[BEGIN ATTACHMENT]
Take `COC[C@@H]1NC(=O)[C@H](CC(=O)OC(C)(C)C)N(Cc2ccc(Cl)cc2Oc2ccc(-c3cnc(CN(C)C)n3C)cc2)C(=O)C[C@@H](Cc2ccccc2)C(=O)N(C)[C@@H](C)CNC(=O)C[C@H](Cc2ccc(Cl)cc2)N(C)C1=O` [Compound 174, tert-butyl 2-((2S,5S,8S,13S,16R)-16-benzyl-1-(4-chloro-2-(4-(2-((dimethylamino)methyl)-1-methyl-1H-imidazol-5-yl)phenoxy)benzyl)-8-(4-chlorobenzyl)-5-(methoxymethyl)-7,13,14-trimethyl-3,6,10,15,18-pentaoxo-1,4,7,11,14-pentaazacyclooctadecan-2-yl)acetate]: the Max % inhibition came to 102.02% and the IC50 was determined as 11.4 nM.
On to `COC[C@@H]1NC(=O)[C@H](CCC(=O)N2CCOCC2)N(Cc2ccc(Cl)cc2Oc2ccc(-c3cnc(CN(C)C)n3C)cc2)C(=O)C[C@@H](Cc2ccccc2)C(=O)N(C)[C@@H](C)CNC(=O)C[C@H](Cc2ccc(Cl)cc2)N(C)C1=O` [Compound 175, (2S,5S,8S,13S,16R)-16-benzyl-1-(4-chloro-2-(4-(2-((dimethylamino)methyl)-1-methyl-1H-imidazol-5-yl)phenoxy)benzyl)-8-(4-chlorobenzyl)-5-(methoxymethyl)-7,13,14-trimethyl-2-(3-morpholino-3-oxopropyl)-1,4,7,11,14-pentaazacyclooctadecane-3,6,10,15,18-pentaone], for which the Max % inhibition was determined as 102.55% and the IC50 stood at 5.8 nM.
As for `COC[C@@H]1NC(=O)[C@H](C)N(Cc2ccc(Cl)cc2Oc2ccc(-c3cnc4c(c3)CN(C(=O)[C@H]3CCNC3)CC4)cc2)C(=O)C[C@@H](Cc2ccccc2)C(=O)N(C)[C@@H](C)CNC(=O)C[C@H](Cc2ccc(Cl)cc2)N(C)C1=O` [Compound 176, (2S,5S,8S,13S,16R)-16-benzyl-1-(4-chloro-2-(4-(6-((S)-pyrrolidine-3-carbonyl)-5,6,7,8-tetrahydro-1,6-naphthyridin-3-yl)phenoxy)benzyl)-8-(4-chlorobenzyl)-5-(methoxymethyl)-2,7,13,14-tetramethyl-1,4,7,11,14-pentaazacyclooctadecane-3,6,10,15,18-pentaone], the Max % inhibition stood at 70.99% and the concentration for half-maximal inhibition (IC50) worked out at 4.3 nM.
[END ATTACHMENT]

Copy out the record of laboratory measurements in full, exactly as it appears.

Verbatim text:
Take `COC[C@@H]1NC(=O)[C@H](CC(=O)OC(C)(C)C)N(Cc2ccc(Cl)cc2Oc2ccc(-c3cnc(CN(C)C)n3C)cc2)C(=O)C[C@@H](Cc2ccccc2)C(=O)N(C)[C@@H](C)CNC(=O)C[C@H](Cc2ccc(Cl)cc2)N(C)C1=O` [Compound 174, tert-butyl 2-((2S,5S,8S,13S,16R)-16-benzyl-1-(4-chloro-2-(4-(2-((dimethylamino)methyl)-1-methyl-1H-imidazol-5-yl)phenoxy)benzyl)-8-(4-chlorobenzyl)-5-(methoxymethyl)-7,13,14-trimethyl-3,6,10,15,18-pentaoxo-1,4,7,11,14-pentaazacyclooctadecan-2-yl)acetate]: the Max % inhibition came to 102.02% and the IC50 was determined as 11.4 nM.
On to `COC[C@@H]1NC(=O)[C@H](CCC(=O)N2CCOCC2)N(Cc2ccc(Cl)cc2Oc2ccc(-c3cnc(CN(C)C)n3C)cc2)C(=O)C[C@@H](Cc2ccccc2)C(=O)N(C)[C@@H](C)CNC(=O)C[C@H](Cc2ccc(Cl)cc2)N(C)C1=O` [Compound 175, (2S,5S,8S,13S,16R)-16-benzyl-1-(4-chloro-2-(4-(2-((dimethylamino)methyl)-1-methyl-1H-imidazol-5-yl)phenoxy)benzyl)-8-(4-chlorobenzyl)-5-(methoxymethyl)-7,13,14-trimethyl-2-(3-morpholino-3-oxopropyl)-1,4,7,11,14-pentaazacyclooctadecane-3,6,10,15,18-pentaone], for which the Max % inhibition was determined as 102.55% and the IC50 stood at 5.8 nM.
As for `COC[C@@H]1NC(=O)[C@H](C)N(Cc2ccc(Cl)cc2Oc2ccc(-c3cnc4c(c3)CN(C(=O)[C@H]3CCNC3)CC4)cc2)C(=O)C[C@@H](Cc2ccccc2)C(=O)N(C)[C@@H](C)CNC(=O)C[C@H](Cc2ccc(Cl)cc2)N(C)C1=O` [Compound 176, (2S,5S,8S,13S,16R)-16-benzyl-1-(4-chloro-2-(4-(6-((S)-pyrrolidine-3-carbonyl)-5,6,7,8-tetrahydro-1,6-naphthyridin-3-yl)phenoxy)benzyl)-8-(4-chlorobenzyl)-5-(methoxymethyl)-2,7,13,14-tetramethyl-1,4,7,11,14-pentaazacyclooctadecane-3,6,10,15,18-pentaone], the Max % inhibition stood at 70.99% and the concentration for half-maximal inhibition (IC50) worked out at 4.3 nM.